Mental illness is an issue that “knows no class, no gender, no race, no geography,” said Joe Linstroth , executive director of Stateside and host of Wednesday night’s Issues & Ale event . He asked the audience – a full house at Jolly Pumpkin Dexter ’s brewery – to raise their hands if they have a personal connection to mental health or mental illness. Most every hand went up.
Minding Michigan is Stateside ’s ongoing series exploring mental health and wellness issues in our state. Today, the focus turns to suicide. One person in Michigan dies by suicide around every six hours, and according to the CDC, men are four times more likely to die by suicide. The state is making a concerted effort to reach out to men through a project called Healthy Men Michigan . The goal is to promote mental wellness among men in our state aged 25-64.
Last month's mass shooting at Marjory Stoneman Douglas High School in Florida prompted the President to call for more attention to mental health. That's a common response to these violent events – Sandy Hook, Columbine, Las Vegas, the theater shooting in Colorado, and so many more. So how should we think about mental health in the wake of tragedies like these?
The University of Michigan is reaching out to donors, offering better access to its hospital’s doctors, for an annual fee. For $2,700 a year, a patient can take advantage of what’s known as a “concierge medicine” service the hospital is calling Victors Care .
Every 66 seconds, someone in this country is diagnosed with Alzheimer's Disease. It's the sixth leading cause of death in the United Stateside, and as our nation gets older, that incidence will increase.
Today at Detroit's Eastern Market, there will be a celebration of all things vegan. It's called V313 . Organizers promise food from local vegan restaurants, music by local "plant-powered musicians," and educational speakers. Marc Ramirez will be moderating the Vegans of Color panel discussion. He's the co-founder of Chickpea and Bean , a nonprofit which hopes to raise awareness and educate people on the benefits of a plant-based lifestyle. He's also a former football player for the...
Here's something rare in health care policy in 2018: an idea that can help chronically ill patients and save money for both patients and, ultimately, insurers. And here’s the real shocker: it's an idea with bipartisan support.
For a while, the show Hoarders was popular on cable. A show about people who just can’t stop hoarding things in their homes. Bathrooms, kitchens, living rooms are piled high with paper, dishes, clothesm, food. Doors can’t open. Sometimes there are too many animals in the house. People with hoarding disorder put themselves – and sometimes others – in danger. The TV show resolves the issue with a lot of drama and tears – and the problem, at least what the viewer sees, is all taken care of in...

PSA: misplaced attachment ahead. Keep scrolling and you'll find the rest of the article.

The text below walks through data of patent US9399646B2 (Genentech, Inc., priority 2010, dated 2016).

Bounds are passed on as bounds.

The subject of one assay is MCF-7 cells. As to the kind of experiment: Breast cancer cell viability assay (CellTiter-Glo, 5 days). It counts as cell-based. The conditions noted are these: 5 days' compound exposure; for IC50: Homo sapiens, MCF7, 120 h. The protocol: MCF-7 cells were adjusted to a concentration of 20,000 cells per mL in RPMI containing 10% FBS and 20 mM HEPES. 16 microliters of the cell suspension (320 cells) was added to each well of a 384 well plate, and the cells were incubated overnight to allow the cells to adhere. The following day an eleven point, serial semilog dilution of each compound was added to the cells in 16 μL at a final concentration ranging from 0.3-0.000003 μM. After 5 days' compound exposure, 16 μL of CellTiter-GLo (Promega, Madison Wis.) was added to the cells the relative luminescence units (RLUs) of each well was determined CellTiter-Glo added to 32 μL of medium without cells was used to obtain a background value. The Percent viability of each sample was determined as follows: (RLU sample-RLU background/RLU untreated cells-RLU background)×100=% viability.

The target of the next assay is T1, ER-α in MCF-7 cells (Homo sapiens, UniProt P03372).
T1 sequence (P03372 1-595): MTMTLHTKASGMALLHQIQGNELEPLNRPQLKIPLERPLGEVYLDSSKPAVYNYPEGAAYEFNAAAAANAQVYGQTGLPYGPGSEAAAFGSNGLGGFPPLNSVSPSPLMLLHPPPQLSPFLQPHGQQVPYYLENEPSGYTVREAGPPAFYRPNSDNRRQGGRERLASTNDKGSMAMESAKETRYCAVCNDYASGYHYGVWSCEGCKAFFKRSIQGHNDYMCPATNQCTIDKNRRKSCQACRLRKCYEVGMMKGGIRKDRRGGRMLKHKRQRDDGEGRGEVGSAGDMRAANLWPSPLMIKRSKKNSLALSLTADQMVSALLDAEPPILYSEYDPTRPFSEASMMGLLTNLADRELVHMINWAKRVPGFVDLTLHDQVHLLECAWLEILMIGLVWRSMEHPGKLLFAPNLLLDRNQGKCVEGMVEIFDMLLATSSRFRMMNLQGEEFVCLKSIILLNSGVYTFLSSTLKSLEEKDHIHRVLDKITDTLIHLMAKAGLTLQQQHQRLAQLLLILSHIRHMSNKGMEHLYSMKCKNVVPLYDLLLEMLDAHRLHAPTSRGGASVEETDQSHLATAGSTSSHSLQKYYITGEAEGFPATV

Mass shootings, like the one last week in Florida, can leave some people feeling nervous. While mass shootings don’t happen every day, car accidents and industrial accidents do. With all that in mind, hospitals around the country are putting on free workshops to teach people how to prevent someone from bleeding to death.
There is a continuing debate in Michigan, and nationally, about nursing staffing levels in hospitals and whether there's a shortage of nurses. Here in Michigan, nurse advocates and some lawmakers are pushing for the Safe Patient Care Act .
Today on Stateside , we hear how the vicious flu season has scientists looking for a better way to produce vaccines. And, we talk to a Suttons Bay man who celebrated face-to-face communication by walking 3,200 miles across the United States.
The winter of our discontent drags on. That discontent has a name: the flu. Our nation is in the middle of an especially bad – and deadly – flu season. And, even as we are told we should get a flu shot, we're hearing that this year's flu vaccine isn't very effective. Let's talk about why this is, and whether it's time to re-think our approach to preventing the flu. Dr. Arnold Monto is a professor of epidemiology at the University of Michigan and an internationally-recognized influenza...
Does Michigan have a shortage of nurses? That question is at the heart of a push by nurse advocates and some lawmakers for a state law that would set up mandatory nurse-to-patient ratios and prohibit hospitals from ordering nurses to work overtime.
When President Trump declared the opioid crisis a public health emergency, he offered some ideas for tackling this national emergency. He didn't offer specific plans or funding for implementation, however. One of those ideas was telemedicine, which might be especially helpful where America's opioid crisis is at its worst: rural areas.
Recent reports show that the number of organ transplants is rising. While this may be good news to those on an organ waitlist, the reason for the rise — opioid overdose deaths — is troubling. Dr. Michael Englesbe is a transplant surgeon and an associate professor of transplant surgery at the University of Michigan. He joined Stateside to share his perspective on the opioid crisis.
The recent publication of Michael Wolff's Fire and Fury focused our attention on President Trump's fitness to hold office. Wolff claims White House aides harbor deep concerns about the president's mental health, although those same aides publicly deny that.
The TV series "Mad Men" was set in the 196 0s , and its creators went to great pains to make it look as authentic to the era as possible. That means just about every character smoked. Everywhere. All the time.
Talking about mental illness goes hand in hand with talking about stigma, that fear of being judged or having one’s symptoms blamed on bad behavior rather than a disease. Stigma keeps people from seeking the help they need for their mental illness, but what if patients and families could see their mental illness?